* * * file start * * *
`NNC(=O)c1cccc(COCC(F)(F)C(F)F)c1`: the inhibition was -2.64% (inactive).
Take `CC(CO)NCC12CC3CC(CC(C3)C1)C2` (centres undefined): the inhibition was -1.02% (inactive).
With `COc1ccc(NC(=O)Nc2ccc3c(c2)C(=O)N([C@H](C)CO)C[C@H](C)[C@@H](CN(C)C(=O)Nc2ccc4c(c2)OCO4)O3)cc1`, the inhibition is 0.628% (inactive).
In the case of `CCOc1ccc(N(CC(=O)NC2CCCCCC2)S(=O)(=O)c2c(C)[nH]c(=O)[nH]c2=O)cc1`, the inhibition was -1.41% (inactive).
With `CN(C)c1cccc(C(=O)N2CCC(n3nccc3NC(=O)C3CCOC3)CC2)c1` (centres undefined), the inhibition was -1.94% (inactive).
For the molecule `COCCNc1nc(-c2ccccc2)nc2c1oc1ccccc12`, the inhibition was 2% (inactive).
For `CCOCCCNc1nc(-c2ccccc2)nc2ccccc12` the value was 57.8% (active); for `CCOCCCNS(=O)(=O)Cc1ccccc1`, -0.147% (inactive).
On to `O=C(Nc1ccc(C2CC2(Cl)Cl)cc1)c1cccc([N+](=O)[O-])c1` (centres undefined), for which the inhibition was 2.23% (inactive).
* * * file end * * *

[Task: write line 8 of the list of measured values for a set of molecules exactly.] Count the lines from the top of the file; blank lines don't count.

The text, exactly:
On to `O=C(Nc1ccc(C2CC2(Cl)Cl)cc1)c1cccc([N+](=O)[O-])c1` (centres undefined), for which the inhibition was 2.23% (inactive).